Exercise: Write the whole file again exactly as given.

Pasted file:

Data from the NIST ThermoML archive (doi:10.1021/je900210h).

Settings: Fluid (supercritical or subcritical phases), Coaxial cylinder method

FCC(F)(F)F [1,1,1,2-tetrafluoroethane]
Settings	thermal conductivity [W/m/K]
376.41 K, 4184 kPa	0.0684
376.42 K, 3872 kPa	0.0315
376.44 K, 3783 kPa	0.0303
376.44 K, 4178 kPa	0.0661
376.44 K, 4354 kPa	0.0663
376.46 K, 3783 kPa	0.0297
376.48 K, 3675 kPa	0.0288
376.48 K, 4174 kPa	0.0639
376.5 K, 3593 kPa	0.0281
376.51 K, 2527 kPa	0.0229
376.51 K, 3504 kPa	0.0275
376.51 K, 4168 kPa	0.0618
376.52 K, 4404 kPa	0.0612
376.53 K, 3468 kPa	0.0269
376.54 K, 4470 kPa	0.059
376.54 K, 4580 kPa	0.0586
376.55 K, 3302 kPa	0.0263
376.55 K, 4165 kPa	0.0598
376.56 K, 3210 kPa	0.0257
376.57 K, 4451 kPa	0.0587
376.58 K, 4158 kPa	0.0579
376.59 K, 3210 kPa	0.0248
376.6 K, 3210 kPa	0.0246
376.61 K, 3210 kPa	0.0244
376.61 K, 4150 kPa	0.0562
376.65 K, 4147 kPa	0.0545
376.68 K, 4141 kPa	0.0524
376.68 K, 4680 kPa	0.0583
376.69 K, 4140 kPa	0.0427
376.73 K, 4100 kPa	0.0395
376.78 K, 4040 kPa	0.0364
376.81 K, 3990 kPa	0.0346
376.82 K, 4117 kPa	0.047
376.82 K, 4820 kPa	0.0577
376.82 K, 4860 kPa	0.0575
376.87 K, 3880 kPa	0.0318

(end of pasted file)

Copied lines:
Data from the NIST ThermoML archive (doi:10.1021/je900210h).

Settings: Fluid (supercritical or subcritical phases), Coaxial cylinder method

FCC(F)(F)F [1,1,1,2-tetrafluoroethane]
Settings	thermal conductivity [W/m/K]
376.41 K, 4184 kPa	0.0684
376.42 K, 3872 kPa	0.0315
376.44 K, 3783 kPa	0.0303
376.44 K, 4178 kPa	0.0661
376.44 K, 4354 kPa	0.0663
376.46 K, 3783 kPa	0.0297
376.48 K, 3675 kPa	0.0288
376.48 K, 4174 kPa	0.0639
376.5 K, 3593 kPa	0.0281
376.51 K, 2527 kPa	0.0229
376.51 K, 3504 kPa	0.0275
376.51 K, 4168 kPa	0.0618
376.52 K, 4404 kPa	0.0612
376.53 K, 3468 kPa	0.0269
376.54 K, 4470 kPa	0.059
376.54 K, 4580 kPa	0.0586
376.55 K, 3302 kPa	0.0263
376.55 K, 4165 kPa	0.0598
376.56 K, 3210 kPa	0.0257
376.57 K, 4451 kPa	0.0587
376.58 K, 4158 kPa	0.0579
376.59 K, 3210 kPa	0.0248
376.6 K, 3210 kPa	0.0246
376.61 K, 3210 kPa	0.0244
376.61 K, 4150 kPa	0.0562
376.65 K, 4147 kPa	0.0545
376.68 K, 4141 kPa	0.0524
376.68 K, 4680 kPa	0.0583
376.69 K, 4140 kPa	0.0427
376.73 K, 4100 kPa	0.0395
376.78 K, 4040 kPa	0.0364
376.81 K, 3990 kPa	0.0346
376.82 K, 4117 kPa	0.047
376.82 K, 4820 kPa	0.0577
376.82 K, 4860 kPa	0.0575
376.87 K, 3880 kPa	0.0318